Break downs happen, sometimes they are totally unavoidable. Other times breakdowns are just a matter of time – caused by a mistake made during reassembly after routine maintenance, or worse still not doing the required maintenance at the appropriate time (I’m shocked but it happens far too often).
With that said, here few steps to getting yourself back on track after a break down in the most efficient way possible.
Step 1: “Don’t Panic.” Douglas Adams
To me it always seems like the best first step – because when people are panicked, they don’t think clearly… this can lead to poor decisions being made, spending money unnecessarily or spending more money than you should to rectify a problem.
I’ve seen my share of breakdowns where someone in the organization has panicked and overestimated the value of the downtime and ended up spending far too much money to get back too little productive time.
Which leads us to:-
Step 2: Understand the value of your downtime.
Once you’ve accepted that you’ve got a breakdown – there will be associated downtime. And you need to know what that is worth to you in a profit/loss sense.
Knowing these sorts of things in advance gives you a great indication of what contingency investment should be made – what parts should you have on site ready to install… what you can wait to order in.
Step 3: Get the right person for the job
At Pye-Barker, we help our maintenance clients by carrying a lot of the parts inventory so that they don’t have to – allowing them to save money while still being able to get back online faster.
The other thing to remember is we don’t just repair the products we distribute. We will repair just about anything we can get a manual and parts for – which can be useful when you need a piece of equipment repaired NOW.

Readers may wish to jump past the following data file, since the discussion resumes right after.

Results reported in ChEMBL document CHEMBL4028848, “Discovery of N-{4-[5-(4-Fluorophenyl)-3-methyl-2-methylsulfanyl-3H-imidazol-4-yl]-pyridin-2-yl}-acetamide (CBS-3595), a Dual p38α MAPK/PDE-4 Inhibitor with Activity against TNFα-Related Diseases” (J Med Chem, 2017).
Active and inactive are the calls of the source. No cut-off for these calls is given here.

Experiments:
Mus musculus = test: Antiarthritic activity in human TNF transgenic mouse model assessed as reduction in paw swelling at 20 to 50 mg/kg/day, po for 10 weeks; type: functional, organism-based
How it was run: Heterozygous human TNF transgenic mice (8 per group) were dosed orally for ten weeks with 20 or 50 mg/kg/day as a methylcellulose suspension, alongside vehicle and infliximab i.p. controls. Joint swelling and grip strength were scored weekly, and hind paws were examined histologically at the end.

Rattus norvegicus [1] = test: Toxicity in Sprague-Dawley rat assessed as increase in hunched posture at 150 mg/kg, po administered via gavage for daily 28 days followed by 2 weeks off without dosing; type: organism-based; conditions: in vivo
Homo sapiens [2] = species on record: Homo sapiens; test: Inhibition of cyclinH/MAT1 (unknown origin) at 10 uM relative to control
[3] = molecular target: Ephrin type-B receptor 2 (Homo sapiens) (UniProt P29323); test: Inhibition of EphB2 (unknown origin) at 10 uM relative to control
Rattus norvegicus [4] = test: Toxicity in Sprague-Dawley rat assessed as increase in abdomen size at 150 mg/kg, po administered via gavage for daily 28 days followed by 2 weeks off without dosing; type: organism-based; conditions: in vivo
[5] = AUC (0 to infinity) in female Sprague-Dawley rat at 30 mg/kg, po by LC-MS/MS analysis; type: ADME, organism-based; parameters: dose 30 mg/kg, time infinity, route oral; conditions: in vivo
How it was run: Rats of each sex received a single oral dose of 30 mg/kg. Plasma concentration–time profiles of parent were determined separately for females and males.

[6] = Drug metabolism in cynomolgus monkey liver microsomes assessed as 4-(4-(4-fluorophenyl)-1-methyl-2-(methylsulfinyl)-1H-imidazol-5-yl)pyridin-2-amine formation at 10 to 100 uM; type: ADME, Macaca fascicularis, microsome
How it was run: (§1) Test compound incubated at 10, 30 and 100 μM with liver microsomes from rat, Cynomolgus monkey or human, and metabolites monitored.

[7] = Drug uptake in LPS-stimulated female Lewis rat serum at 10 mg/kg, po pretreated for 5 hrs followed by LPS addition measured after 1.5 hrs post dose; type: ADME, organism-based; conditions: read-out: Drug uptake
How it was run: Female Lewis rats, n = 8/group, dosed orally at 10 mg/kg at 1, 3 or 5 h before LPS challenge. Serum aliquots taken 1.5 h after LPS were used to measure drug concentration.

All our techs are all factory trained for our full range of blowers, pumps and air compressors. I recommend this practice. I’ll explain why.
We sold an air compressor to a client some time ago and they didn’t engage us for the maintenance of the compressor. The company they chose to do the maintenance, wasn’t factory trained. Oddly enough the compressor starts having problems… Their service rep comes out and diagnoses the problem as
“The air end” of the compressor. Replacing the air end would be about another $29,000 not to mention the time lost.
Thankfully the customer gave us a call and asked for a second opinion. Turns out it was a $375 part. Our tech put it in the new part and they were back online.
It’s also important to note that replacing the air end of the compressor wouldn’t have fixed the issue either.
If you do have a breakdown then we are ready and able to assist you to get back online. Get in touch with our service & maintenance division at 404-363-6000 and we will get our best tech for the job on site as soon as we can.